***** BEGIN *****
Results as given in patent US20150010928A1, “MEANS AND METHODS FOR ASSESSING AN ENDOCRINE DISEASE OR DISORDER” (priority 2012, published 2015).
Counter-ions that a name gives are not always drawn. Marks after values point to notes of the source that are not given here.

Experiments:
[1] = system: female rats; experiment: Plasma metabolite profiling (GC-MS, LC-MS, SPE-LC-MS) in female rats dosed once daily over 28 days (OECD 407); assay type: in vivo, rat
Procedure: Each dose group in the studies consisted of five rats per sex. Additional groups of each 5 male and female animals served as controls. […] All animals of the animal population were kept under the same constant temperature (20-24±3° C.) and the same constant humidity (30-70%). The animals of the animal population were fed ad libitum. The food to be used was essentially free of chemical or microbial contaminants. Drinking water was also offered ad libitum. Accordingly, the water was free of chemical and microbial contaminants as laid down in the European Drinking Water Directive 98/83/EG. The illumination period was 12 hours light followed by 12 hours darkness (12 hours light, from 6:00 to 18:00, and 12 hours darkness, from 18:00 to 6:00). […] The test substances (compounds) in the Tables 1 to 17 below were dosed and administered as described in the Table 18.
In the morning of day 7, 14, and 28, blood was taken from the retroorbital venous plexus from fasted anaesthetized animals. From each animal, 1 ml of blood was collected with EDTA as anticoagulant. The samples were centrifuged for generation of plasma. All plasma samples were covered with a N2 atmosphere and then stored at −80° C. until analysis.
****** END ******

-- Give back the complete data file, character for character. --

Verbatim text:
Results as given in patent US20150010928A1, “MEANS AND METHODS FOR ASSESSING AN ENDOCRINE DISEASE OR DISORDER” (priority 2012, published 2015).
Counter-ions that a name gives are not always drawn. Marks after values point to notes of the source that are not given here.

Experiments:
[1] = system: female rats; experiment: Plasma metabolite profiling (GC-MS, LC-MS, SPE-LC-MS) in female rats dosed once daily over 28 days (OECD 407); assay type: in vivo, rat
Procedure: Each dose group in the studies consisted of five rats per sex. Additional groups of each 5 male and female animals served as controls. […] All animals of the animal population were kept under the same constant temperature (20-24±3° C.) and the same constant humidity (30-70%). The animals of the animal population were fed ad libitum. The food to be used was essentially free of chemical or microbial contaminants. Drinking water was also offered ad libitum. Accordingly, the water was free of chemical and microbial contaminants as laid down in the European Drinking Water Directive 98/83/EG. The illumination period was 12 hours light followed by 12 hours darkness (12 hours light, from 6:00 to 18:00, and 12 hours darkness, from 18:00 to 6:00). […] The test substances (compounds) in the Tables 1 to 17 below were dosed and administered as described in the Table 18.
In the morning of day 7, 14, and 28, blood was taken from the retroorbital venous plexus from fasted anaesthetized animals. From each animal, 1 ml of blood was collected with EDTA as anticoagulant. The samples were centrifuged for generation of plasma. All plasma samples were covered with a N2 atmosphere and then stored at −80° C. until analysis.